SÃO PAULO, BRAZIL – The Federal Secretary of Foreign Trade (Secex) opened an anti-dumping investigation this week into imports of polypropylene resin from India, South Korea and South Africa, prompted by a complaint from local petrochemical giant Braskem that it's being harmed by low-cost imports.
Secex will also investigate whether South Africa and India are providing subsidies to domestic PP producers. Braskem claims that resin imports from the three countries have increased 582 percent over the past five years, from 19,600 metric tons between April 2007 and March 2008, to 133,900 tons between April 2011 and March 2012.
Brazil's Chamber of Foreign Trade (Camex) has issued trade actions favorable to Braskem in the past, including in December 2010, when it applied an anti-dumping measure against PP resin imports from the United States for five years, at US$82.77 per ton.
Braskem is the a leading producer of thermoplastic resins in Latin America and the U.S., following its purchase of polypropylene assets of Dow Chemical Co. The company serves 70 percent of Brazilian demand in PP, PE and PVC resins, but foreign resin imports have gained Brazilian market share in recent years.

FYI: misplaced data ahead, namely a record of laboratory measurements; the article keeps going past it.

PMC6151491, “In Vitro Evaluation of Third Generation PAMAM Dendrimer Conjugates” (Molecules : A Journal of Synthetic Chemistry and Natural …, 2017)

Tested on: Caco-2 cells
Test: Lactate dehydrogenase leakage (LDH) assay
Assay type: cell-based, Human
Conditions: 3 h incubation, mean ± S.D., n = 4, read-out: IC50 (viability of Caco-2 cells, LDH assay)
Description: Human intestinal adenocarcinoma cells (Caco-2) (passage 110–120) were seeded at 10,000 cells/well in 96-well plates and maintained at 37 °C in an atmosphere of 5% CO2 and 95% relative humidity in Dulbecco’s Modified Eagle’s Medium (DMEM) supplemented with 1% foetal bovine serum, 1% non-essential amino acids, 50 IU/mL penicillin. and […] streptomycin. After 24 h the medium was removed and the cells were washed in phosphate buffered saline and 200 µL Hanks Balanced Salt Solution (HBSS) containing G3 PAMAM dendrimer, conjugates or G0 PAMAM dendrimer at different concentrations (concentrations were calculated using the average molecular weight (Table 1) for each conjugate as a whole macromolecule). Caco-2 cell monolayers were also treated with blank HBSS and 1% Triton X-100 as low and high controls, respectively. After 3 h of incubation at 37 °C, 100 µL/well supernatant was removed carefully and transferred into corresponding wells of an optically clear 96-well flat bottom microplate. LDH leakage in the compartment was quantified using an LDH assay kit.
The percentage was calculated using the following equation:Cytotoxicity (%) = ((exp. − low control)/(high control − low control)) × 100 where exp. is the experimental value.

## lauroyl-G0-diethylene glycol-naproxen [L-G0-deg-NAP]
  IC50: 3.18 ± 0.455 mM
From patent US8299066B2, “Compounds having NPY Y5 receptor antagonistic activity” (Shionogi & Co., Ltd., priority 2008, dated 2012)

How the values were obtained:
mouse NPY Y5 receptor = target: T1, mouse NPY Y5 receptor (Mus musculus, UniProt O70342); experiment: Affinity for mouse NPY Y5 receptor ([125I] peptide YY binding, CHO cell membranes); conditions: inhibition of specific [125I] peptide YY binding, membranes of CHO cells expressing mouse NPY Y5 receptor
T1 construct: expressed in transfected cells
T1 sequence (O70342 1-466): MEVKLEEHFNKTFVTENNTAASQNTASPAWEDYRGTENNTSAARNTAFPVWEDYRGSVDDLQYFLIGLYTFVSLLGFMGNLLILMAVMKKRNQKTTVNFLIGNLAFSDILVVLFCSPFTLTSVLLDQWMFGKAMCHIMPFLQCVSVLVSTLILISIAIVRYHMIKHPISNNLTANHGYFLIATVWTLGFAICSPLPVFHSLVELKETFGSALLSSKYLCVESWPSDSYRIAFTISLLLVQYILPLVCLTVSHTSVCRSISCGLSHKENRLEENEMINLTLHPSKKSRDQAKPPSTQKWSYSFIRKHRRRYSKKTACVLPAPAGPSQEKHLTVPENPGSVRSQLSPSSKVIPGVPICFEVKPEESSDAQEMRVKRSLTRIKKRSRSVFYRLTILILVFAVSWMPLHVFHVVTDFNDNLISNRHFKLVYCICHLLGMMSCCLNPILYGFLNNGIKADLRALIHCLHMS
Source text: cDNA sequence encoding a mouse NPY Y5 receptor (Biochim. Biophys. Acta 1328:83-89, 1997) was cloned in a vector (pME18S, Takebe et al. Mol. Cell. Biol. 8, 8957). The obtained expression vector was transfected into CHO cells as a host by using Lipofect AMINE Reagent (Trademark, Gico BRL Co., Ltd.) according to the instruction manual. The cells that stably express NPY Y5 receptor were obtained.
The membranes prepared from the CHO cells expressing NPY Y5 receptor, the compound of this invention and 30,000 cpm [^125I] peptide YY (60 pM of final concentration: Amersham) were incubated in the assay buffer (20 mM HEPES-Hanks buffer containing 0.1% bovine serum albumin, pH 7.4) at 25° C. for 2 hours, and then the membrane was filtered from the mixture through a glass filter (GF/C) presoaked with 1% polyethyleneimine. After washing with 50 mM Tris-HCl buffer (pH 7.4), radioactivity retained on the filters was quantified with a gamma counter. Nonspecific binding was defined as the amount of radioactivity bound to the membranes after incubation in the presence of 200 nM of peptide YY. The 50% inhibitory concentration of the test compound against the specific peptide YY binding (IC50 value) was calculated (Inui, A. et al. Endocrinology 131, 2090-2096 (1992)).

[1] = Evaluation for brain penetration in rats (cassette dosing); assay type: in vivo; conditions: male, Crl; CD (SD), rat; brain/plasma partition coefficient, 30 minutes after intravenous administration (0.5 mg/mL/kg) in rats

Brazil's annual consumption of PP is estimated at 1.4 million tons this year, with resin quoted between US$2,200 – US$2,400 per ton. Braskem has been a target of criticism by plastics processors over its perceived dominance of the resins market.
Brazil's import tariff on foreign PP is 14 percent, but could increase. Brazil's federal government raised the import tariff on PE in late 2012 from 14 percent to 20 percent.
Brazil has some of the highest import tariffs on resins in the world, compared to a global average of 7 percent, according to the Brazilian Plastics Industry Association (Abiplast). Imported processed plastic goods currently cost about 40 percent less than domestic options, Abiplast says.